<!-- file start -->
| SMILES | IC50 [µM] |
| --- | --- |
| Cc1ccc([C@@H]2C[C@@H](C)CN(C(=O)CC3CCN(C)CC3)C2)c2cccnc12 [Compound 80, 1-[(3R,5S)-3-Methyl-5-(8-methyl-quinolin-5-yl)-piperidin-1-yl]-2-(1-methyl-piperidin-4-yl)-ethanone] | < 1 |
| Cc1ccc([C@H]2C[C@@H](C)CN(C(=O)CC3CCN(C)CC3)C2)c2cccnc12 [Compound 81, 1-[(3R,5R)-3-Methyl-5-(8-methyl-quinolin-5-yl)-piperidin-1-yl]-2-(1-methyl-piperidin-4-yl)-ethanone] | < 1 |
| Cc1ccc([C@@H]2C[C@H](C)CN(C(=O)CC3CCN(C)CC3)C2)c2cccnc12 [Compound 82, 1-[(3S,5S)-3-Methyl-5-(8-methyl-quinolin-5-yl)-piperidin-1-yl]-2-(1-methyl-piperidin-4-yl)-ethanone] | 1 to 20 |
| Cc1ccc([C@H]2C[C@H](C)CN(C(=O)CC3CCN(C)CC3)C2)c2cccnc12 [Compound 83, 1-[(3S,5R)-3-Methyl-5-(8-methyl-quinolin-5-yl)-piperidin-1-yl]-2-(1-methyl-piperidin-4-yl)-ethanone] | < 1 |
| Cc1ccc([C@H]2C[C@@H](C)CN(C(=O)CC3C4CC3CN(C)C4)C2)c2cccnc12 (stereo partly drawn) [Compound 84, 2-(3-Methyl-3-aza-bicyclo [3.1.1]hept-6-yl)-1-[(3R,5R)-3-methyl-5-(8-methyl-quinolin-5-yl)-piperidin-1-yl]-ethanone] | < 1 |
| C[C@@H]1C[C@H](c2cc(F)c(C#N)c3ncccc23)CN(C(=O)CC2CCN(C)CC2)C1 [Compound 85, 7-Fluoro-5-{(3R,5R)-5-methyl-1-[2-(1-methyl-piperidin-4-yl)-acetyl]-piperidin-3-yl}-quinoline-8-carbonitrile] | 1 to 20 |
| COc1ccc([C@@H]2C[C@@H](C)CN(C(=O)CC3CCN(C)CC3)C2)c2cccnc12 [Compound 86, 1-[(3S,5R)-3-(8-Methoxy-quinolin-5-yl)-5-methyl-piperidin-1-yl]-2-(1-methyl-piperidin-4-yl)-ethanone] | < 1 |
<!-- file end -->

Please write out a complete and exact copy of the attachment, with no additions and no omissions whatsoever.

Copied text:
| SMILES | IC50 [µM] |
| --- | --- |
| Cc1ccc([C@@H]2C[C@@H](C)CN(C(=O)CC3CCN(C)CC3)C2)c2cccnc12 [Compound 80, 1-[(3R,5S)-3-Methyl-5-(8-methyl-quinolin-5-yl)-piperidin-1-yl]-2-(1-methyl-piperidin-4-yl)-ethanone] | < 1 |
| Cc1ccc([C@H]2C[C@@H](C)CN(C(=O)CC3CCN(C)CC3)C2)c2cccnc12 [Compound 81, 1-[(3R,5R)-3-Methyl-5-(8-methyl-quinolin-5-yl)-piperidin-1-yl]-2-(1-methyl-piperidin-4-yl)-ethanone] | < 1 |
| Cc1ccc([C@@H]2C[C@H](C)CN(C(=O)CC3CCN(C)CC3)C2)c2cccnc12 [Compound 82, 1-[(3S,5S)-3-Methyl-5-(8-methyl-quinolin-5-yl)-piperidin-1-yl]-2-(1-methyl-piperidin-4-yl)-ethanone] | 1 to 20 |
| Cc1ccc([C@H]2C[C@H](C)CN(C(=O)CC3CCN(C)CC3)C2)c2cccnc12 [Compound 83, 1-[(3S,5R)-3-Methyl-5-(8-methyl-quinolin-5-yl)-piperidin-1-yl]-2-(1-methyl-piperidin-4-yl)-ethanone] | < 1 |
| Cc1ccc([C@H]2C[C@@H](C)CN(C(=O)CC3C4CC3CN(C)C4)C2)c2cccnc12 (stereo partly drawn) [Compound 84, 2-(3-Methyl-3-aza-bicyclo [3.1.1]hept-6-yl)-1-[(3R,5R)-3-methyl-5-(8-methyl-quinolin-5-yl)-piperidin-1-yl]-ethanone] | < 1 |
| C[C@@H]1C[C@H](c2cc(F)c(C#N)c3ncccc23)CN(C(=O)CC2CCN(C)CC2)C1 [Compound 85, 7-Fluoro-5-{(3R,5R)-5-methyl-1-[2-(1-methyl-piperidin-4-yl)-acetyl]-piperidin-3-yl}-quinoline-8-carbonitrile] | 1 to 20 |
| COc1ccc([C@@H]2C[C@@H](C)CN(C(=O)CC3CCN(C)CC3)C2)c2cccnc12 [Compound 86, 1-[(3S,5R)-3-(8-Methoxy-quinolin-5-yl)-5-methyl-piperidin-1-yl]-2-(1-methyl-piperidin-4-yl)-ethanone] | < 1 |